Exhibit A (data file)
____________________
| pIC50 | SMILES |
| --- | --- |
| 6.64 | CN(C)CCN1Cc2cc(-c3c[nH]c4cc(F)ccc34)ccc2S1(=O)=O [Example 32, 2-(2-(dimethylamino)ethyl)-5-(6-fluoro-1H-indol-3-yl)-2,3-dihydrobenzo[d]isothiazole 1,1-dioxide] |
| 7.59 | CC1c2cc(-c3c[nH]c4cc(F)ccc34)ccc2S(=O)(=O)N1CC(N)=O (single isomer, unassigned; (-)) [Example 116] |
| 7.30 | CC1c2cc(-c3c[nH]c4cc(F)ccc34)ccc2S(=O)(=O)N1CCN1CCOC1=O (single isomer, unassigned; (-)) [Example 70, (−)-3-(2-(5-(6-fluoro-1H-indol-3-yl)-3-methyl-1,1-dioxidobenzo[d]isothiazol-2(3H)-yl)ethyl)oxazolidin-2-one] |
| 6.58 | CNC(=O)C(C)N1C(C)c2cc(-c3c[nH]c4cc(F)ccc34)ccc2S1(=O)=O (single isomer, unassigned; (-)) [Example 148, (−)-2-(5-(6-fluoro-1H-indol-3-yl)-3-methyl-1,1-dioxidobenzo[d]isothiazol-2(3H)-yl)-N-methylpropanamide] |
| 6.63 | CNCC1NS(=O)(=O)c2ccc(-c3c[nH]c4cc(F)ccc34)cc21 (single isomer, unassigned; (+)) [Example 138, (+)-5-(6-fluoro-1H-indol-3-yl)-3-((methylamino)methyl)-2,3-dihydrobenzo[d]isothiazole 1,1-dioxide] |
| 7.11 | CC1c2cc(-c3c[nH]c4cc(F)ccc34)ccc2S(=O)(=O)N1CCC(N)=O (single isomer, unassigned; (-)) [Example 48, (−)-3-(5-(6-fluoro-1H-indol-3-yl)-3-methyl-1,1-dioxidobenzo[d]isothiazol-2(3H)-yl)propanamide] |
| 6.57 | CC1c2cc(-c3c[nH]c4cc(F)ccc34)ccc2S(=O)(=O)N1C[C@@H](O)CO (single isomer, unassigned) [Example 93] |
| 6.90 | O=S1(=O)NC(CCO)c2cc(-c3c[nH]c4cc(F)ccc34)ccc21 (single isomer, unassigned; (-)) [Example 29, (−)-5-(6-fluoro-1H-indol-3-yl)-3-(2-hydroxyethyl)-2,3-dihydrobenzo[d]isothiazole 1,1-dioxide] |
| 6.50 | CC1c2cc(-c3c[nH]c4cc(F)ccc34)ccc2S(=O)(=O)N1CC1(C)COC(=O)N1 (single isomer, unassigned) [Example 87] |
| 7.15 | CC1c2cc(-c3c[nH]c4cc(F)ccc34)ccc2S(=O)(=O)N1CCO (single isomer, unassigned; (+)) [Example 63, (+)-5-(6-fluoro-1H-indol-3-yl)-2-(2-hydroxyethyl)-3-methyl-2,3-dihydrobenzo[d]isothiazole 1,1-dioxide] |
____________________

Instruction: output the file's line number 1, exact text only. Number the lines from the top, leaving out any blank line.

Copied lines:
| pIC50 | SMILES |